Over the past few months, the emerging work and strategies of the newly created North Carolina Innovative School District has generated more than a little attention. I welcome that attention; it means that there are many interested parties that recognize the realities that exist and the challenges we face in improving educational outcomes for North Carolina’s students.
Some of the attention stems from controversies surrounding other educational reform efforts implemented across the country that produced mixed results in terms of improving student achievement. One specific area of concern is ISD’s intervention tactic itself, which includes having selected schools operated by a state-managed educational turnaround partner for a specific period of time. The perception is that there will be a loss of local control.
I understand and respect the concerns. The challenge before us, however, is to get past the issues of power and control and focus on the mission that I believe everyone in this debate shares — student success and brighter futures for our children. I want to propose a new narrative, one that transcends power struggles and elicits instead an urgent call-to-action to address students’ needs across North Carolina.
I am a former teacher and administrator, and I have spent my career working in nonprofits focused on the needs of students. I challenge all of us to reframe our conversations and work together toward a common goal. If we are ever going to overcome the educational inequities facing the young people in our schools, we must look closely at the barriers to achievement and make those the target of our energy.
Academically, barriers may include lack of access to highly effective educators, proven school leaders, and evidence-based curriculums. Poverty-related barriers — those that can impede a student’s ability to reach academic excellence — may include inadequate access to quality medical care, mental health services, extended learning opportunities, and even food and clothing. These barriers are unfortunately very real for thousands of students and families across our state, and are factors that can impact a school’s ability to ensure academic success for all students.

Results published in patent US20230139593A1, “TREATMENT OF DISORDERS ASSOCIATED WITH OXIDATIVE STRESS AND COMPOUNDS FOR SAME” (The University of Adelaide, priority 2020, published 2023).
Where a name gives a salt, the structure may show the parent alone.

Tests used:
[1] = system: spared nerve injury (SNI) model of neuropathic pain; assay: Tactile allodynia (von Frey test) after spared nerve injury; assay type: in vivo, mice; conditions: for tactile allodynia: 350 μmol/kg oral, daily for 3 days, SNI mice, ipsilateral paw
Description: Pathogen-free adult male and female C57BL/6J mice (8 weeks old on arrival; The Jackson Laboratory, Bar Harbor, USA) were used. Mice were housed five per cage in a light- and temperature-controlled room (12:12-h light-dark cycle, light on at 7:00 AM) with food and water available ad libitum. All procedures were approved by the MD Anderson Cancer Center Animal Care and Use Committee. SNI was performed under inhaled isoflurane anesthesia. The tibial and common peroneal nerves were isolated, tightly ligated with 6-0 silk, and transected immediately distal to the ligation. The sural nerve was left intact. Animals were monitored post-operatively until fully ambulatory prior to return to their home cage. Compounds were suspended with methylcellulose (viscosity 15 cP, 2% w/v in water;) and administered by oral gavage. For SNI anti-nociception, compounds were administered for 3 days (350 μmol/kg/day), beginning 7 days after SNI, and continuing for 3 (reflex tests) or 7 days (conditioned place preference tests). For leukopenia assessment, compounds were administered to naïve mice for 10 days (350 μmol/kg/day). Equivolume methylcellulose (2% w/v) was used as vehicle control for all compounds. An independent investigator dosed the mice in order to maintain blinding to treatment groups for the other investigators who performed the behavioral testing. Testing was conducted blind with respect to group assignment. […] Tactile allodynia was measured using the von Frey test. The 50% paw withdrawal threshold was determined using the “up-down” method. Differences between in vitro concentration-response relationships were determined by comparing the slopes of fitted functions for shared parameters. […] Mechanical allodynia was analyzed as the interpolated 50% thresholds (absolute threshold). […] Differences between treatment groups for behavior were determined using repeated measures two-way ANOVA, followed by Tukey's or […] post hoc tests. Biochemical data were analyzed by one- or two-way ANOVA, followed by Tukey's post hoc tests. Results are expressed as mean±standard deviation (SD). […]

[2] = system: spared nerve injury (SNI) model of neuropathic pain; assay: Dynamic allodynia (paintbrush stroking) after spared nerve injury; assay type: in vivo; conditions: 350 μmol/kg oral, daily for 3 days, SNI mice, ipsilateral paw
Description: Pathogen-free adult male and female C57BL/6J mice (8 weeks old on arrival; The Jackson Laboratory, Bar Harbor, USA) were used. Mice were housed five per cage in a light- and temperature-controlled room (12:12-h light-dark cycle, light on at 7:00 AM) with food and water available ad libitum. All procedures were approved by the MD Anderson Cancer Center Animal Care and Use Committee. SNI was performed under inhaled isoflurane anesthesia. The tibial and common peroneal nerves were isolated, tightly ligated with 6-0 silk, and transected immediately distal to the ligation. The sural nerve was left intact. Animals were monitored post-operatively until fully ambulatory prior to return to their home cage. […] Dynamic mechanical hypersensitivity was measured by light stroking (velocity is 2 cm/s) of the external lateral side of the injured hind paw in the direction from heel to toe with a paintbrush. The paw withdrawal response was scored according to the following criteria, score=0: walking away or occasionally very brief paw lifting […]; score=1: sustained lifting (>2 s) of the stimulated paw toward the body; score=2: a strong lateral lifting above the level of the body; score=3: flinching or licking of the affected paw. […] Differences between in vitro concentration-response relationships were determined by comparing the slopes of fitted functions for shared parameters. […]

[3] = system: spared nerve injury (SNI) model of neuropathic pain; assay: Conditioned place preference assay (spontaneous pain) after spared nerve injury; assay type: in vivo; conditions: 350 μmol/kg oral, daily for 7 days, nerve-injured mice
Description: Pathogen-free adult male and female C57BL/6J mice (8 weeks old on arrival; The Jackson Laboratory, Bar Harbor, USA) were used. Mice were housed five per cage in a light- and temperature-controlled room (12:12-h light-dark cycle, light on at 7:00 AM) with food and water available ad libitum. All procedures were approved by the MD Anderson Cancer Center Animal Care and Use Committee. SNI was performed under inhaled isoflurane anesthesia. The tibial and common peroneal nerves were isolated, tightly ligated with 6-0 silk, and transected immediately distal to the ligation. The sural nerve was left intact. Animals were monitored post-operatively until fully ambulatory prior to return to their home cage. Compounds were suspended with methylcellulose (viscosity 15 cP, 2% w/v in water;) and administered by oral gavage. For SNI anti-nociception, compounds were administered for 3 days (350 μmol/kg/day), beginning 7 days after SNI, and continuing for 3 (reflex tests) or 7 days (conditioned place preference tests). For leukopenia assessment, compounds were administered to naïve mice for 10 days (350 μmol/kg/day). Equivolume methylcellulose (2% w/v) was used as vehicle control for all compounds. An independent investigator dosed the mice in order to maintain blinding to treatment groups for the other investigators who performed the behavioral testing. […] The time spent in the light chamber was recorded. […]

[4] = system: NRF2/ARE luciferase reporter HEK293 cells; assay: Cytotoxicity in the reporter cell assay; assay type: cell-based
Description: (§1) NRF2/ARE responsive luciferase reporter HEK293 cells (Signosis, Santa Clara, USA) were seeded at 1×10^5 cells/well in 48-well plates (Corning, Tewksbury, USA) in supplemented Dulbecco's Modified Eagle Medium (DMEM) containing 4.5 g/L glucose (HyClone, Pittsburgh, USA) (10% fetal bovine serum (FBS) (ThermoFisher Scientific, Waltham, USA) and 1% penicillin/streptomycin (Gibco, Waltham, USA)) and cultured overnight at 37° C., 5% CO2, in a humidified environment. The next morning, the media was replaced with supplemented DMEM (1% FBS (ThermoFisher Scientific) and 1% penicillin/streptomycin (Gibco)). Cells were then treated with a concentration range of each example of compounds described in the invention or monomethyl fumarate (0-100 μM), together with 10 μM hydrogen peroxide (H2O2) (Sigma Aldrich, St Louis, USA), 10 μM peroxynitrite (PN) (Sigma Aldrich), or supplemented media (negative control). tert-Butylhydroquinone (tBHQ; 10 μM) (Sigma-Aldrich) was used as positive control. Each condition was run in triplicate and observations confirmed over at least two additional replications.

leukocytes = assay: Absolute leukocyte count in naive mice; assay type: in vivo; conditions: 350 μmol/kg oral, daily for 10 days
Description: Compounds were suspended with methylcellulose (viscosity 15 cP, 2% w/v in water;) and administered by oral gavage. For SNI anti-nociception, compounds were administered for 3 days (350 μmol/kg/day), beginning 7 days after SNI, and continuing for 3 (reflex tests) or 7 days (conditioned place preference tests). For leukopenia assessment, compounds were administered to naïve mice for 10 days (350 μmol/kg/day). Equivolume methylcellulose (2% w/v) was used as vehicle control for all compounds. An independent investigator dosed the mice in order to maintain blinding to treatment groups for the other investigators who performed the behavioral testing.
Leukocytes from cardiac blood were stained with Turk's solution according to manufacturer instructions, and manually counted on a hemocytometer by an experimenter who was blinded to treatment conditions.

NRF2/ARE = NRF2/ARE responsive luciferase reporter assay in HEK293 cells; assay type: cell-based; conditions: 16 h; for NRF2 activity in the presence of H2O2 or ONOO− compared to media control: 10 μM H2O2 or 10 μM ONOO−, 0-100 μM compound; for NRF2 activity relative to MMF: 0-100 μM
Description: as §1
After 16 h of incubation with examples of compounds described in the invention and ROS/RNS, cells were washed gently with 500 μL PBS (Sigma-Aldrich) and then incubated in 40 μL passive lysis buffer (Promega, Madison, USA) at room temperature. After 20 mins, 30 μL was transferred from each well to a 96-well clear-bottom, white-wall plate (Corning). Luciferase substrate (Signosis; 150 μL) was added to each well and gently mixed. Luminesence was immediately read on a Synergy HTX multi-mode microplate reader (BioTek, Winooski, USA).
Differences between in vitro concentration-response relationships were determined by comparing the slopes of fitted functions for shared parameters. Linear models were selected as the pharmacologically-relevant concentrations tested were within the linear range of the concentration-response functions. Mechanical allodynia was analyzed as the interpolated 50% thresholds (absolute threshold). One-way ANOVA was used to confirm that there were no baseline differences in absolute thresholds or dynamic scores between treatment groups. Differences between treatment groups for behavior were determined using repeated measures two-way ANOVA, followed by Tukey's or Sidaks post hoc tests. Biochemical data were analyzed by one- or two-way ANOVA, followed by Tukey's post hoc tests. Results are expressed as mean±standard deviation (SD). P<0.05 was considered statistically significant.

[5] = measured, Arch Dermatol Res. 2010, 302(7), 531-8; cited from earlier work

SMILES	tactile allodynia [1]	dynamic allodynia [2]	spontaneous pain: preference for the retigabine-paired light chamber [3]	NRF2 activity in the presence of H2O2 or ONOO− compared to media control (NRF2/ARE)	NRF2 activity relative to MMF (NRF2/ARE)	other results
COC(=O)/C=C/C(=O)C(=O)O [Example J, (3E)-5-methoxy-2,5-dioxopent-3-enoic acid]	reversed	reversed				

As we work to implement strategies for the ISD, we remain steadfastly focused on the things that will have the greatest impact on our students. Depending on the specific circumstances of a school, this may include the ISD serving as an intervention that helps to redesign persistently low-performing schools into higher achieving models of education; in other cases, it may be partnering with school districts and communities to collaborate on strategies that work to address the needs of the whole child by engaging partners that can help mitigate barriers to success for students in low-performing schools.
Considering that we currently have over 500 low-performing schools in the state, it is critical that we bring a voice to the students, their families, and the people who love and care for them. They are eager, waiting, and relying on their schools — our schools — to deliver the academic programs and resources they need (and deserve) in order to achieve great things in school and in life. That will only happen if we work together to create stronger and more effective schools, with a focus on developing higher-achieving students.
Beyond increased academic achievement for students, the benefits to increasing the number of high-performing schools include stronger communities; a more capable workforce that can attract new businesses to an area; and increased economic opportunity that can help break cycles of poverty that burden so many families in our state.
Please join me in pushing the schools in our state towards improved outcomes for students. Their futures are literally at stake and their needs must be our priority in order to ensure a system of equity and opportunity for all the people of North Carolina.
Eric Hall is the superintendent of the Innovative School District.